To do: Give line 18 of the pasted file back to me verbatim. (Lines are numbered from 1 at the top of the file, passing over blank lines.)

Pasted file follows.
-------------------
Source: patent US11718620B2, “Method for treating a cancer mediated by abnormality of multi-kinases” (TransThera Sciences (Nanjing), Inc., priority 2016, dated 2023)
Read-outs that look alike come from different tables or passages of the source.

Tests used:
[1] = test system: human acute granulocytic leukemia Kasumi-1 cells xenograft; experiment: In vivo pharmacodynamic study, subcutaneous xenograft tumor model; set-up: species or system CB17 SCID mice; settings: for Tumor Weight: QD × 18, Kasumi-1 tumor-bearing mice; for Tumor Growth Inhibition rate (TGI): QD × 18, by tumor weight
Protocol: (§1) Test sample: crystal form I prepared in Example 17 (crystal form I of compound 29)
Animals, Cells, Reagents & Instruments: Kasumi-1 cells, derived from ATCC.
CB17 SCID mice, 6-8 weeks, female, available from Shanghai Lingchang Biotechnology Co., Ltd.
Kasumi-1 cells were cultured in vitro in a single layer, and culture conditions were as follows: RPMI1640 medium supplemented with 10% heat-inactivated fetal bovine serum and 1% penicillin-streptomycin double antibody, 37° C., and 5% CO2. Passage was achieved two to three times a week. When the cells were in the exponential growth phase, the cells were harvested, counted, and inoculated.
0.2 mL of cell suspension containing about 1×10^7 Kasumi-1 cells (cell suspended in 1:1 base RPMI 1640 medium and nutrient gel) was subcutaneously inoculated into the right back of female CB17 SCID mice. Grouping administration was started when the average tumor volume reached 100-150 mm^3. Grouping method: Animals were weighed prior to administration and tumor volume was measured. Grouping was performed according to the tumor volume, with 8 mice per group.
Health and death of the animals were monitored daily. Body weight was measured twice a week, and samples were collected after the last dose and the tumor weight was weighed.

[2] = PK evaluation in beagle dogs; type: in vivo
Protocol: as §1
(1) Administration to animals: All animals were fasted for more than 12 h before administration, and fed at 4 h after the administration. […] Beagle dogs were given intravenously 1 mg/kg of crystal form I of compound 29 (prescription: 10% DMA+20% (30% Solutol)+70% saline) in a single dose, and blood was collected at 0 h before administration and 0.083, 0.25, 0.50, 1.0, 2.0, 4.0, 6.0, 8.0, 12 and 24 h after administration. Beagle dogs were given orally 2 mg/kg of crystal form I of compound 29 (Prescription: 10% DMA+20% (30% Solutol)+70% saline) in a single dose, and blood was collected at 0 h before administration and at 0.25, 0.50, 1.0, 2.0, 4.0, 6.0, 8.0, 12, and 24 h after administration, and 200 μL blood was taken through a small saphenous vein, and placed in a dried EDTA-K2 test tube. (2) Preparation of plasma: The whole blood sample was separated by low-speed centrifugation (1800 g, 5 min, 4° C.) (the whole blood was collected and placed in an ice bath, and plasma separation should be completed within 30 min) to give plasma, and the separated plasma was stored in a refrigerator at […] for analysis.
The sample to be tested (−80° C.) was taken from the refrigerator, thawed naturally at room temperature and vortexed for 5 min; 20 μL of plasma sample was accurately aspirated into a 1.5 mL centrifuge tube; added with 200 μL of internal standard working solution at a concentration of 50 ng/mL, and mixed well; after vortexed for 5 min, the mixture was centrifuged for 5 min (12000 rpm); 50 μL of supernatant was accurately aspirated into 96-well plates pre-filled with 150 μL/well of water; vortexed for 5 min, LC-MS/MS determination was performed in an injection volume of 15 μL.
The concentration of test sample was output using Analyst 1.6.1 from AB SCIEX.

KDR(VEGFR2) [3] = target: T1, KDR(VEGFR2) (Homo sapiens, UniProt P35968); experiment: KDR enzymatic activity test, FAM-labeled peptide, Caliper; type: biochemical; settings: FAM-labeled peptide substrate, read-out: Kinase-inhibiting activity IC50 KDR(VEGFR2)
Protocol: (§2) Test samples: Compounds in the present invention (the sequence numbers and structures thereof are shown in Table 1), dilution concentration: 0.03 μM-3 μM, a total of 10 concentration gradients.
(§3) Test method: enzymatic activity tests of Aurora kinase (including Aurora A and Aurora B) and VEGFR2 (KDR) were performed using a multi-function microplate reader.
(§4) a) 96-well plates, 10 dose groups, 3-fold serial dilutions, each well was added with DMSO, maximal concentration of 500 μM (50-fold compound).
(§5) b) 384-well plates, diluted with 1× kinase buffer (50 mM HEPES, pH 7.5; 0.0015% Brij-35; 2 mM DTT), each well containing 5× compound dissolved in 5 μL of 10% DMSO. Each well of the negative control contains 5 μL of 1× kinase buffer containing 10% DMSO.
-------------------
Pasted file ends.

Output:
(§3) Test method: enzymatic activity tests of Aurora kinase (including Aurora A and Aurora B) and VEGFR2 (KDR) were performed using a multi-function microplate reader.